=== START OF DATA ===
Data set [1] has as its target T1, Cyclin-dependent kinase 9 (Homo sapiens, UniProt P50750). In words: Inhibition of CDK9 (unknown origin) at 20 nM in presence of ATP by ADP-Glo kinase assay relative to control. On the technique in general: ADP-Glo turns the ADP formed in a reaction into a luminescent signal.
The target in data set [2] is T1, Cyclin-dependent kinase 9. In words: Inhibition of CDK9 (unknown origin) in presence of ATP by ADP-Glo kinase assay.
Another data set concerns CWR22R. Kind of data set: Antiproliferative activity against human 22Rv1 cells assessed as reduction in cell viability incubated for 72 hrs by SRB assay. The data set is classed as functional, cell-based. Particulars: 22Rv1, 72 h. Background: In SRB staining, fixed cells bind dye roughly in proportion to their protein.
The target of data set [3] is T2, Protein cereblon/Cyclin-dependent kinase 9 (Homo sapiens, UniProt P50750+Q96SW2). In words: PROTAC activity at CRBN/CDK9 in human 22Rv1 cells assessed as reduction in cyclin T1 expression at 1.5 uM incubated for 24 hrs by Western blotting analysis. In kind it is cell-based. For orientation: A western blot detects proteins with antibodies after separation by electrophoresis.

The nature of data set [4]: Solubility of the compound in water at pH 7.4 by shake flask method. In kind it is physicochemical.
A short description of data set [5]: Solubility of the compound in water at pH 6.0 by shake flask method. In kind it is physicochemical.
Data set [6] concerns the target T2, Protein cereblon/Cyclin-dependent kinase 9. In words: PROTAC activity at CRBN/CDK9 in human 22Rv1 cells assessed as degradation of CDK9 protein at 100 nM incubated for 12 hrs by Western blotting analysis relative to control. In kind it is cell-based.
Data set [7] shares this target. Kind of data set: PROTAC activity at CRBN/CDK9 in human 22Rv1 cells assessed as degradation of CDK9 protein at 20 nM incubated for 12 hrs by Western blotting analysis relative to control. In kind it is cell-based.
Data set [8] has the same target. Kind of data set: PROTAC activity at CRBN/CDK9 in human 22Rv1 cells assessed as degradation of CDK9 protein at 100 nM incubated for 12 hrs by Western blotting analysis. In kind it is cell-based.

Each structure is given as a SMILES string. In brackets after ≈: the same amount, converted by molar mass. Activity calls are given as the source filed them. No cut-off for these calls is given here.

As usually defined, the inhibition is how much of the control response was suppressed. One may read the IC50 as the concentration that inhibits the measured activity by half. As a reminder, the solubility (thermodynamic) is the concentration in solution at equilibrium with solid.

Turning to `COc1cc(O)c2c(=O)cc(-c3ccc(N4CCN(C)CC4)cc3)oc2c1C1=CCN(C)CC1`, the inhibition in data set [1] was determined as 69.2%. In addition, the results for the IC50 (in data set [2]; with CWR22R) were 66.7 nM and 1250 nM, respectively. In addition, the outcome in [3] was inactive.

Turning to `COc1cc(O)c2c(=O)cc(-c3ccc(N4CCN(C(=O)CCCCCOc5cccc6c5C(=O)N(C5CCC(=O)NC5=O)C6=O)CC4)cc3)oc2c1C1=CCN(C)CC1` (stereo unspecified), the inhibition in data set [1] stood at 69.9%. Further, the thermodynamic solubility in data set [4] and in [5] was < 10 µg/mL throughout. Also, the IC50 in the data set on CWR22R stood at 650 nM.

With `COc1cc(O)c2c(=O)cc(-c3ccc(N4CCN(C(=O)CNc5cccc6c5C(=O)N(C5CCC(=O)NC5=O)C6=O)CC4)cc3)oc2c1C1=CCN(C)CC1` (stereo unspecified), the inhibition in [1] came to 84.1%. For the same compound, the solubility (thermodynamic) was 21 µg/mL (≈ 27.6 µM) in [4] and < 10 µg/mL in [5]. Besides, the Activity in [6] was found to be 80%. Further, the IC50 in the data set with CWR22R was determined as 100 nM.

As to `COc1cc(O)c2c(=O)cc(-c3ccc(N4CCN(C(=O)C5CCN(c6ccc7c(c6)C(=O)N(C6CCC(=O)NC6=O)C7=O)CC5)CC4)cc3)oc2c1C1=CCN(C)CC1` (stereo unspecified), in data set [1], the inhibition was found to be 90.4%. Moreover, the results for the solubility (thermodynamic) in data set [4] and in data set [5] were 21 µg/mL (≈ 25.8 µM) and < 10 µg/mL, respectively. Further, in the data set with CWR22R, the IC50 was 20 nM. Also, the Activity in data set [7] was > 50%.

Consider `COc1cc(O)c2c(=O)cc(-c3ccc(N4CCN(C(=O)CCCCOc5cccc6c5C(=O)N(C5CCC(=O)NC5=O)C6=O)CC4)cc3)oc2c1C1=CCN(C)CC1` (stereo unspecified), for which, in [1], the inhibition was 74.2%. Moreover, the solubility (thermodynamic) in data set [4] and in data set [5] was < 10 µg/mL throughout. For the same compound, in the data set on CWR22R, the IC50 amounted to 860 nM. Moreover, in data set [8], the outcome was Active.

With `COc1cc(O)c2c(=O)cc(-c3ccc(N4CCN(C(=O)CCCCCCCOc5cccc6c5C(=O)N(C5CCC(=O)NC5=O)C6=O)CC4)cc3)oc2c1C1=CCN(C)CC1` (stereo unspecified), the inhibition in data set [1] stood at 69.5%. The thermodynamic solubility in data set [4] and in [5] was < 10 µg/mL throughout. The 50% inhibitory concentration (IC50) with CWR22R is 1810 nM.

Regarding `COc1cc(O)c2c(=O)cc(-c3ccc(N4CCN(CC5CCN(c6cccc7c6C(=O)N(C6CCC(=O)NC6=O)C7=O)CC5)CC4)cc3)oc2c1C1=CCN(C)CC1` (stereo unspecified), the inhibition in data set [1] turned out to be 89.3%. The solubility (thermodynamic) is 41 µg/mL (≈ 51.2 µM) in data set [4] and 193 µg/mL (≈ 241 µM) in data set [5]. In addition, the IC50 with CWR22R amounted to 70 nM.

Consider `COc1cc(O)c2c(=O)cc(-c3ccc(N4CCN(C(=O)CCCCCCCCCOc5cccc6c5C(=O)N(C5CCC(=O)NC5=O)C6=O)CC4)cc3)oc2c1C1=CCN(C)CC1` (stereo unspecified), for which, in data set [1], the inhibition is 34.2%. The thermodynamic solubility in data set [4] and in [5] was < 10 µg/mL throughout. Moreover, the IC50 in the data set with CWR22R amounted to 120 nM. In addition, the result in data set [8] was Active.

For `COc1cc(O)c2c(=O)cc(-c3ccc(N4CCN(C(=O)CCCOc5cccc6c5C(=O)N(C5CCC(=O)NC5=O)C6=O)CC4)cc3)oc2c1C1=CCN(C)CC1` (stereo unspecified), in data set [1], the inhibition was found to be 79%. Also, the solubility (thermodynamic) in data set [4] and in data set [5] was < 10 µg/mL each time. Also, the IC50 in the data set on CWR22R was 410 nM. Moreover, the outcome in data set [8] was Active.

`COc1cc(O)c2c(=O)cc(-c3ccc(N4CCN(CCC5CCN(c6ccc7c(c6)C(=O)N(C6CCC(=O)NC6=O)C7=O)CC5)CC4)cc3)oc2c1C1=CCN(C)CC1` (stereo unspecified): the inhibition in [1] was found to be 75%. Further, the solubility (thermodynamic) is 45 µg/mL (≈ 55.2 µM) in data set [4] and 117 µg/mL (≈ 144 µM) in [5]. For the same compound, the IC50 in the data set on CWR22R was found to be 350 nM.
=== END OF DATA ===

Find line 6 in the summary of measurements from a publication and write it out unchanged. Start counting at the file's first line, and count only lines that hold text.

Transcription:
A short description of data set [5]: Solubility of the compound in water at pH 6.0 by shake flask method. In kind it is physicochemical.